The cure for the Adventure itch
Since the release of Sonic Adventure 2 back in 2001, Sonic has just gone down a very unfortunate path of potential bestiality, becoming a werehog, one too many Crush 40 concerts, blue arms, Twitter, and now possibly looking like a product of said bestiality in his latest movie. It’s been rough, to the say the least.
However, the fandom has stuck with him through it all and we’ve even got some incredibly well-made fan games over the years. Hell, some would say the best Sonic game ever made was a product of the fandom. But that same fandom has also gone as far as even creating their own characters and games to go with them. One such character and game is Spark the Electric Jester.
Released back in 2016, Spark the Electric Jester was a wonderful homage to the classic 16-bit era of everyone’s favorite blue blur that added plenty of its own unique charm and gameplay elements to differentiate itself. Now for its sequel, Spark is looking to make the jump into 3D as Sonic once did and capture that same magic the Adventure series did back on the Dreamcast…as well as stumbling on some similar problems in doing so.
Speak the Electric Jester 2 (PC)
Developer: Feperd Games
Publisher: Feperd Games
Released: May 16, 2019
Spark 2 follows up directly after the original game, except now you’re in control of “Fark” (a robot created in the image of Spark, who was named after the combination of the words Fake and Spark by Spark himself). Fark is trying to uncover the truth behind his own past and looks to Dr. Armstrong for answers when suddenly he’s kidnapped by a palette-swapped version of Fark (a fake of the faker)!
From there, you’ll set off across 14 different stages and utilize a variety of different abilities carried over from the original game, as well as some new (yet familiar) abilities such as the homing attack. The stages themselves can be approached in any way you see fit, from thoroughly exploring and finding collectibles, to attacking everything you see for a larger score multiplier. Or you can simply ignore everything and blast through the stage as fast as possible.
Both of these approaches are encouraged, as there is plenty of replayability in the form of medals that target the best score and time categories for each stage. This certainly evoked great memories of chasing after emblems in the Sonic Adventure games and with how large and open-ended some of these stages are, I’m excited to see the insane routes the speedrunning community will discover. Throw that in with a lack of any life system (at least on the normal difficulty) and there’s plenty of room for experimentation with risky maneuvers and routes across these stages.
However, some of the more complicated stages – such as Technoria City – had some pretty confusing layouts. I wasn’t entirely clear on where I should be going at times (at least during my first playthrough). Add in a camera that can sometimes struggle to keep up and it’s not hard to simply lose your bearings while exploring later stages.
For the most part, the controls and various moves of the original Spark have made the jump to 3D without issue. From wall jumping to dashing, all of it feels super tight and responsive in Spark 2 – that is until you starting hitting speed boosters and attempting loops. In the original Sonic Adventure games, many of the speed booster and loop sections felt highly scripted and on-rails. During these sections, controls are seemingly taken away from the player, and even with current Sonic games, it’s still a common aspect in them.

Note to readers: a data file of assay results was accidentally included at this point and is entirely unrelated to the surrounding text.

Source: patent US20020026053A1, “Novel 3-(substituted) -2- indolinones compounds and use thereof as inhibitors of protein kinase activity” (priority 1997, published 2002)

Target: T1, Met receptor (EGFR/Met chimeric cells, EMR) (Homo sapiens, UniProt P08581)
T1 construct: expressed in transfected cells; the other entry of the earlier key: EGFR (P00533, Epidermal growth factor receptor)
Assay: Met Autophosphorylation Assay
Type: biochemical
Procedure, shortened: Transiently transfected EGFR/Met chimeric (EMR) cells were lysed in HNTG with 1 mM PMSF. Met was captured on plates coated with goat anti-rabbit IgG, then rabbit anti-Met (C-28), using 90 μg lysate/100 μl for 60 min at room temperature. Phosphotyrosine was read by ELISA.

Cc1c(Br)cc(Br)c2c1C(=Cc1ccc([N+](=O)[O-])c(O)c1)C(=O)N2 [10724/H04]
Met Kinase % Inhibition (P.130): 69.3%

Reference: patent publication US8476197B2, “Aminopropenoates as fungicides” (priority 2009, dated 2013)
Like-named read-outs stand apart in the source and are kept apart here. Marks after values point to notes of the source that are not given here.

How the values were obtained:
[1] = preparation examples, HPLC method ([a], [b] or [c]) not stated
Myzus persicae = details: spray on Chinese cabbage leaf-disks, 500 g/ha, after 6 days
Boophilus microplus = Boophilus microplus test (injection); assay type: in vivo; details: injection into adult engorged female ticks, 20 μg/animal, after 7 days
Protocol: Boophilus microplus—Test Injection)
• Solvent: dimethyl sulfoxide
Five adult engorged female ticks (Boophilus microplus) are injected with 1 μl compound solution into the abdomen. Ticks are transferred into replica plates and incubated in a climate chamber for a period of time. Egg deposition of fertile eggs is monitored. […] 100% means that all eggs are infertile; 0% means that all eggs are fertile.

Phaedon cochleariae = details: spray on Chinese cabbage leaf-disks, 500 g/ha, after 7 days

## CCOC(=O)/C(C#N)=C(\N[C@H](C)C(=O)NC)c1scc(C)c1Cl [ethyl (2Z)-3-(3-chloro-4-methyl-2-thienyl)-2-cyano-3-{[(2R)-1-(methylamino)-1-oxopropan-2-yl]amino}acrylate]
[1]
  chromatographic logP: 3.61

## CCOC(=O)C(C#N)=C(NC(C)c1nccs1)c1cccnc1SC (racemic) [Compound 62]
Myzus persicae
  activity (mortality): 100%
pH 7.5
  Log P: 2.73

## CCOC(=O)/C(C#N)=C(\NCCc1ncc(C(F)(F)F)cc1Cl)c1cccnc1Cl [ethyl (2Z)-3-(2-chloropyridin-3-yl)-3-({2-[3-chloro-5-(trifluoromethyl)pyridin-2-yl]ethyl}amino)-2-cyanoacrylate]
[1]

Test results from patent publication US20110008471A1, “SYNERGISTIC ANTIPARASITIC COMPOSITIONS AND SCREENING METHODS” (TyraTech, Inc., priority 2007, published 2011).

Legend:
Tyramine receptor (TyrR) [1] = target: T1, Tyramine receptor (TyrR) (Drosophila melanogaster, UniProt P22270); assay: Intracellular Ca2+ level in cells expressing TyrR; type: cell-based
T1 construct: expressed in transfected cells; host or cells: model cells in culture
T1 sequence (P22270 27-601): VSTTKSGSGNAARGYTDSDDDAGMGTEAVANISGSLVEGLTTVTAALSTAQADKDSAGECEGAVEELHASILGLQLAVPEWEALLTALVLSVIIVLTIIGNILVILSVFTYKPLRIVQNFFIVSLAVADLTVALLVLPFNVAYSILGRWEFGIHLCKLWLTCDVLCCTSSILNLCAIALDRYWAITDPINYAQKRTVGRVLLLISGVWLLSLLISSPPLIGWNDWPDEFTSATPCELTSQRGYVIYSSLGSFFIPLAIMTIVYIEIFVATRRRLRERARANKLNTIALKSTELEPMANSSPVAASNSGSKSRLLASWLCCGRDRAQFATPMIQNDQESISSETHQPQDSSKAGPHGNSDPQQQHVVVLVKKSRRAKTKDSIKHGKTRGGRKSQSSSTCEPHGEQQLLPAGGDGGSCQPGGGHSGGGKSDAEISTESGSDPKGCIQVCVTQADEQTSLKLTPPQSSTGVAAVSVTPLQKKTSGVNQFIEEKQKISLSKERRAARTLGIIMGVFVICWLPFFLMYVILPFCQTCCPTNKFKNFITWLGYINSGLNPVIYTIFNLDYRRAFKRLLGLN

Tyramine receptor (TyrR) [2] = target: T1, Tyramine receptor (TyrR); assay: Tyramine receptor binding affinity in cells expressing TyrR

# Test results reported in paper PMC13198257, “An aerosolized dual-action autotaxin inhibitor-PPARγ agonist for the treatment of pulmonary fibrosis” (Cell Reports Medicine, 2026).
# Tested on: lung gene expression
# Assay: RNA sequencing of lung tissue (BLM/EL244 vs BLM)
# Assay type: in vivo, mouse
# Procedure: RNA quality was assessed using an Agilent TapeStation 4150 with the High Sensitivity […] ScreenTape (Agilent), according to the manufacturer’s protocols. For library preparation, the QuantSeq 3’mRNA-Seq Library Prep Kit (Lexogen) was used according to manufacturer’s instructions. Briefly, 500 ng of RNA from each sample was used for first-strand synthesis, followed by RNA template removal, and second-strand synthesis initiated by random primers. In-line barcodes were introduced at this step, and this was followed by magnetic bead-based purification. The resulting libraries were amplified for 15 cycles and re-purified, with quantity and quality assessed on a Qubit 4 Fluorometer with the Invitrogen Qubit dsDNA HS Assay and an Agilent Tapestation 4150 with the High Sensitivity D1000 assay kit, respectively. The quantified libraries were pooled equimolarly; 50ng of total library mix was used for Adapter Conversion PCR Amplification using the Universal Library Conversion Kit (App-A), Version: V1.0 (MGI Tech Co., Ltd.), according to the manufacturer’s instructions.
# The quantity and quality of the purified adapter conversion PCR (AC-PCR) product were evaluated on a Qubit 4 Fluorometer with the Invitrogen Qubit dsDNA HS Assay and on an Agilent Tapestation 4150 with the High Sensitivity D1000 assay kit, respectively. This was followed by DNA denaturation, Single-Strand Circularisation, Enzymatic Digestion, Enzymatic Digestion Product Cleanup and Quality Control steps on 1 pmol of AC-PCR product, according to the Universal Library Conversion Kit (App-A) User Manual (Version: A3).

For the first time, I think I understand now where Sonic Team was coming from with that decision as Spark 2 has plenty of the same speed booster sections that instead give you full control of where you’re going and it can be an absolute mess during a first playthrough. Stages such as Terminal Dragon, specifically, had me wanting to pull my hair out as even the slightest touch in the wrong direction would cause Fark to end up falling into the void.
The design-altering abilities made the jump to 3D as well (my favorite being “Edgy,” as it gives you the same weird air shoes as Shadow the Hedgehog). However, the combat just doesn’t translate as well to 3D. Many of the attacks lack impact and feel pointless to use at times. The simplicity and ease of use of the homing attack is still as satisfying as ever, but most enemies in later stages need to be defeated with a variety of moves, so, by that point, I just ignored them altogether.
Boss fights, however, absolutely require you to use utilize every move in Fark’s arsenal, but I can’t help but feel like a lot of these fights were a bit samey. Nearly every boss in the game pits you against a specific character in a small arena that has you parrying and spamming various attacks to win. Overall, the combat just feels like the weakest aspect in Spark 2, but at least the charged-up super moves looked flashy in those rare instances I bothered with them.
Thankfully, much like the original game, Spark 2 features a damn good soundtrack with some of the best BGM I’ve heard in a quite a while. Including vocal tracks for a number of key moments and boss fights that definitely captures that pop-punk and Crush 40 vibe with some angsty lyrics that fit the bill for some of these characters.
Although I had my share of frustrations with Spark 2 during my first playthrough, I’m sure repetition and better knowledge of level layouts would make for a much smoother second playthrough. Die-hard fans of the Sonic Adventure games are absolutely gonna have a blast looking for the fastest routes possible and it’s still a solid experience overall. But, I just can’t help feeling like it’s a less polished experience compared to its 2D predecessor.
[This review is based on a retail build of the game provided by the publisher.]